A celebration and solemn remembrance of Queen Lili'uokalani was held Sunday, September 1st, on the grounds of the Iolani Palace. The celebration marks the 175th-anniversary of her birth. The solemn remembrance is for her being deposed by American business interests, backed up by about two hundred Marines and armed sailors in 1893 and her subsequent attempts to save the Kingdom of Hawaii from annexation by the United States. Her efforts were unsuccessful and in 1898, the former Kingdom of Hawaii became a territory of the United States and ultimately, the fiftieth state, in 1959.
The first speaker today, a Methodist minister, spoke eloquently about the queen. She underscored the fact that throughout high school and college, she had never heard of this amazing woman, Queen Lili'uokalani. Me, either. Maybe it's time for a little revising of the old history books!!
I heartily recommend reading more about her amazing life. The 103rd U.S. Congress passed United States Public Law 103-150, signed by President William Jefferson Clinton in 1993. It is also known as, "The Apology Resolution". It acknowledges U.S. involvement in the overthrow of the Kingdom of Hawaii by agents and citizens of the United States and further acknowledges the fact that the people of Hawaii never directly relinquished to the United States their claims to their inherent sovereignty as a people over their national lands.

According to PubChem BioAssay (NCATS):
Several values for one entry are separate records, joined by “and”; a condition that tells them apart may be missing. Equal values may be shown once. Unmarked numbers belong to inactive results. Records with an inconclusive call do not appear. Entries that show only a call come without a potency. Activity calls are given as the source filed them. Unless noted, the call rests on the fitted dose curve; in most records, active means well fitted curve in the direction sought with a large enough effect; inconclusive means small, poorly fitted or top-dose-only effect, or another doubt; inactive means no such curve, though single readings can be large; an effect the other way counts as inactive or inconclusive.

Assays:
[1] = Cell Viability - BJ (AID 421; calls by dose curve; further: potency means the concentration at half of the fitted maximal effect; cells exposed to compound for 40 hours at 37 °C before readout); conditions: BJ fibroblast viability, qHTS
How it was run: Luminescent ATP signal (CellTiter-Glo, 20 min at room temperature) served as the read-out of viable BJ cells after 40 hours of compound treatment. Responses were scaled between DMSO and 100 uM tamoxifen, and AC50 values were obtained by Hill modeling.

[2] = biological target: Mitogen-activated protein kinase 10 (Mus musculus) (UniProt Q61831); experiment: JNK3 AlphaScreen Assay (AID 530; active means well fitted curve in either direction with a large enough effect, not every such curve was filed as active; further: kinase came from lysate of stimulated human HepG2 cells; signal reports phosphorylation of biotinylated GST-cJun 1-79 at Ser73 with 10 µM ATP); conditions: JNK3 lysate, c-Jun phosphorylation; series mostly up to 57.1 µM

And, wouldn't you know it...The U.S. Supreme Court, in 2009, decided that the resolution was no basis for claims against the U.S. Government. What a surprise! My guess is that when less than a thousand native Hawaiians remain on the planet, our kind and just government will relent and grant these aging few some meaningless and legally non-binding "rights", or maybe another nice resolution.
On a lighter note...The Queen also composed many songs. Perhaps her most famous piece, "Aloha Oe", has become one of the most iconic songs of Hawaii. I always thought it was about two lovers saying goodbye. It has been suggested also, that, "Farewell to Thee", it's English title, is a lament for her lost Kingdom. Either way, it will always be a favorite of mine and I'm proud to announce that I can play it on my recently-purchased ukulele. :)
Here are a few photos from our day: